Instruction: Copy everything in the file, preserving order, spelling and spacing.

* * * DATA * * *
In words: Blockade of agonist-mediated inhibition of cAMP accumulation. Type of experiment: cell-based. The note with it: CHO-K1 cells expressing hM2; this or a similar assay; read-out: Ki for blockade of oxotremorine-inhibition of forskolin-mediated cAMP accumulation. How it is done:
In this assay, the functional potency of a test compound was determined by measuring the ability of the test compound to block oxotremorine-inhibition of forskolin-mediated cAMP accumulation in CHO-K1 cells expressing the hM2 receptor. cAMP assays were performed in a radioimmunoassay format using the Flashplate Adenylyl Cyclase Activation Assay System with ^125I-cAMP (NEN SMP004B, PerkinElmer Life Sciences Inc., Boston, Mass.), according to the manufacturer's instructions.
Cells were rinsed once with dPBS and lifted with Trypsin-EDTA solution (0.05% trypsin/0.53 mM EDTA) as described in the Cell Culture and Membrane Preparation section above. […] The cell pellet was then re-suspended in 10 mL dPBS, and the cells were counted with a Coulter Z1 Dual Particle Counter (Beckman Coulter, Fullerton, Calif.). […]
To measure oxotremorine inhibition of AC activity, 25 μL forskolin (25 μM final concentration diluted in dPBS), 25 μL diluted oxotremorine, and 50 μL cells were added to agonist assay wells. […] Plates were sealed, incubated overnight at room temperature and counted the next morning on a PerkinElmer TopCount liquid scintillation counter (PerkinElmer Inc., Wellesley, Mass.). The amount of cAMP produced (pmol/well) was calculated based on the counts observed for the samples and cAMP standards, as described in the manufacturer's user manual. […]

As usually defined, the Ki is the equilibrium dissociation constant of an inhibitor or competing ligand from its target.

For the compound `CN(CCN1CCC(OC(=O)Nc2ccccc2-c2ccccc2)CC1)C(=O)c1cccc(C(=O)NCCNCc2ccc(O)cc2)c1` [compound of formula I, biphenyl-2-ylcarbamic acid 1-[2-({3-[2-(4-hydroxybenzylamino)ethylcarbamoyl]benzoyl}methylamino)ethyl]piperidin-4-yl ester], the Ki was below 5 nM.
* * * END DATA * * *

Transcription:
In words: Blockade of agonist-mediated inhibition of cAMP accumulation. Type of experiment: cell-based. The note with it: CHO-K1 cells expressing hM2; this or a similar assay; read-out: Ki for blockade of oxotremorine-inhibition of forskolin-mediated cAMP accumulation. How it is done:
In this assay, the functional potency of a test compound was determined by measuring the ability of the test compound to block oxotremorine-inhibition of forskolin-mediated cAMP accumulation in CHO-K1 cells expressing the hM2 receptor. cAMP assays were performed in a radioimmunoassay format using the Flashplate Adenylyl Cyclase Activation Assay System with ^125I-cAMP (NEN SMP004B, PerkinElmer Life Sciences Inc., Boston, Mass.), according to the manufacturer's instructions.
Cells were rinsed once with dPBS and lifted with Trypsin-EDTA solution (0.05% trypsin/0.53 mM EDTA) as described in the Cell Culture and Membrane Preparation section above. […] The cell pellet was then re-suspended in 10 mL dPBS, and the cells were counted with a Coulter Z1 Dual Particle Counter (Beckman Coulter, Fullerton, Calif.). […]
To measure oxotremorine inhibition of AC activity, 25 μL forskolin (25 μM final concentration diluted in dPBS), 25 μL diluted oxotremorine, and 50 μL cells were added to agonist assay wells. […] Plates were sealed, incubated overnight at room temperature and counted the next morning on a PerkinElmer TopCount liquid scintillation counter (PerkinElmer Inc., Wellesley, Mass.). The amount of cAMP produced (pmol/well) was calculated based on the counts observed for the samples and cAMP standards, as described in the manufacturer's user manual. […]

As usually defined, the Ki is the equilibrium dissociation constant of an inhibitor or competing ligand from its target.

For the compound `CN(CCN1CCC(OC(=O)Nc2ccccc2-c2ccccc2)CC1)C(=O)c1cccc(C(=O)NCCNCc2ccc(O)cc2)c1` [compound of formula I, biphenyl-2-ylcarbamic acid 1-[2-({3-[2-(4-hydroxybenzylamino)ethylcarbamoyl]benzoyl}methylamino)ethyl]piperidin-4-yl ester], the Ki was below 5 nM.